People of Central: Professor Darrin Doyle


Story by Izzie Pasciolla. Photo courtesy of Professor Darrin Doyle

Professors at Central Michigan University have busy schedules between classes, grading assignments, meetings, and much more. However, Dr. Darrin Doyle, a professor in the Department of English Language and Literature, has added one more to his plate: writing and publishing novels and short stories. 

Doyle, a native-born Michigander, specializes in creative writing, 19th century American literature, 20th century American literature and literary theory. He has also written three short story collections and three novels, the most recently published one being “The Beast in Aisle 34.” 

Photo provided by Darrin Doyle. The cover for his latest novel, “The Beast in Aisle 34.”

“The Beast in Aisle 34” is a 290-page comedy horror novel centered around Sandy Kurtz, a Michigan retail worker. Along with the everyday struggles of marriage, family and career, Kurtz has the additional issue of turning into a werewolf during the full moon each month.

The novel began as a class exercise that Doyle participated in along with his students, he said. This was back in 2011 or 2012, and the novel was published in September 2021. 

“The prompt was to write the description of a fantasy creature and to really focus on the nitty gritty details of this creature just to make it as convincing as possible,” Doyle said. “Sometimes when I assign some in-class prewriting I’ll actually do the writing as well with the students just for the heck of it. I wrote the opening of this werewolf sitting on a roof. And I gave the werewolf a human name and threw in the idea that he had a wife and that he was trying to keep his wereworld secret from his wife.” 

This isn’t Doyle’s first piece to feature an otherworldly creature. He has also written a novel about a girl who could eat an entire city, “The Girl Who Ate Kalamazoo,” and a short story involving the wife of the Invisible Man, “Scoundrels Among Us.” His interest in the supernatural and uncanny began when he was 12 and first saw the film “An American Werewolf in London,” he said. 

“I’m a big horror fan, but I’ve always loved werewolf stories,” Doyle said. “That blend of comedy and horror was always kind of the zone I liked when it came to books and movies, things like that.” 

Doyle’s love of horror goes beyond werewolves though. He is also a fan of Stephen King, the Grimm Brothers, Franz Kafka and Edgar Allen Poe. 

“I loved the Grimm’s fairy tales and obviously those have a lot of magical elements,” Doyle said. “They have gore, they have high drama, that sort of stuff. But I think I just liked stuff that was a little off-center.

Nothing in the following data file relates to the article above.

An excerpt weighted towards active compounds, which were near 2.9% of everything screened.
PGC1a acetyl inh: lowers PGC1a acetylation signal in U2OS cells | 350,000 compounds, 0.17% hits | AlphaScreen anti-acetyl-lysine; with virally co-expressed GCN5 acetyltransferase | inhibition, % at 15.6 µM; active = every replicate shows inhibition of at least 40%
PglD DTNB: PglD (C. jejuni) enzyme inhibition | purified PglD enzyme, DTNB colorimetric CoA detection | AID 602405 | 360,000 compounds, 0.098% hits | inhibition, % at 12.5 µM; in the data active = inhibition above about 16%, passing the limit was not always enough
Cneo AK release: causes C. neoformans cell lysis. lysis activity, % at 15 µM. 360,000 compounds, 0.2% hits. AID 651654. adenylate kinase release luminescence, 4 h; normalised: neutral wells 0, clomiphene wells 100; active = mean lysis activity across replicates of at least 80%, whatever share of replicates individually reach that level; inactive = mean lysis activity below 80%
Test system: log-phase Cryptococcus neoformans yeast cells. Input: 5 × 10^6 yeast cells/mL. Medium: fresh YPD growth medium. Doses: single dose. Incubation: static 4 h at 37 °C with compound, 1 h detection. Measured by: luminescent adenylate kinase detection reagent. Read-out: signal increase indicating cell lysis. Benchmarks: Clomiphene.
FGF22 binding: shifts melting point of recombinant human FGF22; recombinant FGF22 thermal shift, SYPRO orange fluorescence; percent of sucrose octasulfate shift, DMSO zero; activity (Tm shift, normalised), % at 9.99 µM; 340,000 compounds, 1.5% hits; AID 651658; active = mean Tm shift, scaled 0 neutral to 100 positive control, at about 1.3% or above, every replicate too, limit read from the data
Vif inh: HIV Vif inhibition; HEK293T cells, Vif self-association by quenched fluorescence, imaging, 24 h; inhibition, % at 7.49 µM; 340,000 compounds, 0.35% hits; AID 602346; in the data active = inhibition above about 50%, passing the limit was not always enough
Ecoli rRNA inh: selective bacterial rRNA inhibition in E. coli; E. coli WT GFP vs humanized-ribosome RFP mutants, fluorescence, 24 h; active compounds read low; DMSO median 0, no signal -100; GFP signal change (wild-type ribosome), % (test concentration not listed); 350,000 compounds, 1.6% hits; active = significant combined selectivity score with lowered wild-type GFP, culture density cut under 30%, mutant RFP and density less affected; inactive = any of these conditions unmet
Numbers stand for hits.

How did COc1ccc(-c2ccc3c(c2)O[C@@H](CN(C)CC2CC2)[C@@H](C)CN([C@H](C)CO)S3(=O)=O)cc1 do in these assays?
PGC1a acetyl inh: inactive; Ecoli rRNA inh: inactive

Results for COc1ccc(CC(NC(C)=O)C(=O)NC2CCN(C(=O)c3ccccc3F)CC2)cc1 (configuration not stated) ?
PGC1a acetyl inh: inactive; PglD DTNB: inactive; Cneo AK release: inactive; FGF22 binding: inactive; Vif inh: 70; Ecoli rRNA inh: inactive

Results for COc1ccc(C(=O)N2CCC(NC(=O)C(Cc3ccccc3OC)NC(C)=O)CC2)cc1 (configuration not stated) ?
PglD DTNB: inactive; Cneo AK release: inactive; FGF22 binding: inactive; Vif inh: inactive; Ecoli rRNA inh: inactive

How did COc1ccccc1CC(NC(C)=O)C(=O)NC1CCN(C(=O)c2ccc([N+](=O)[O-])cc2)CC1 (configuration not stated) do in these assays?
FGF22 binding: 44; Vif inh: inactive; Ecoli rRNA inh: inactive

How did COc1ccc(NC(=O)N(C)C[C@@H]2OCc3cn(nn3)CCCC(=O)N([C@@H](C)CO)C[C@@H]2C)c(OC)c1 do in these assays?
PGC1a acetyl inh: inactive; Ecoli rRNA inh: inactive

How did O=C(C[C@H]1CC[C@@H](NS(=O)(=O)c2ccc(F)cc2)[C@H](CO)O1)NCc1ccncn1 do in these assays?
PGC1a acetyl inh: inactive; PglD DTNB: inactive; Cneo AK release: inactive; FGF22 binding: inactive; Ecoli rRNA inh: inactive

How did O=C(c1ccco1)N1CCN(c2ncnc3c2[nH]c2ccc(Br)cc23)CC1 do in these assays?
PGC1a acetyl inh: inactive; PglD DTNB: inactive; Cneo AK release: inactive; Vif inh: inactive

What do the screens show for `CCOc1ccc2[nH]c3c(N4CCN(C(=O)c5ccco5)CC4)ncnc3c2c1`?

“I really love that blending of realism and if you want to call it fantasy or supernatural…I want it to be about something that’s a conflict that is real and make the characters and their lives and their personalities three dimensional and believable.”

Doyle had a few tips on how to make time for writing, especially with the busy schedule like that of a college professor. 

“I think it’s just really important that whatever I’m writing is fun to me,” he said. “It’s not going to be fun every single day, but if I can find something to surprise me, to make me laugh, to make me interested and invested.”

He also had advice for aspiring authors, such as some CMU students.

“My advice to anybody who wants to write is to read,” he said. “That’s number one because it’s going to inspire you. It’s going to give you ideas for how to do your own work.

“Don’t worry about the end result, worry about the process. The process itself is valuable and it takes time, so be patient. Write for yourself.”

Anyone interested in reading “The Beast in Aisle 34” can buy it at any online bookseller, including Amazon and Barnes and Noble. It will also be available either in store or for ordering at any local bookstore. 

Coming up for Doyle will be a sabbatical during the spring 2022 semester. He hopes to schedule some readings of “The Beast in Aisle 34” but is mostly focused on his next project.

Personally, Doyle’s favorite novel is the psychological horror “We Have Always Lived in the Castle” by Shirley Jackson. He highly recommends it to any interested readers. 

“Everybody I know who I ever recommended that book to, loves it,” he said.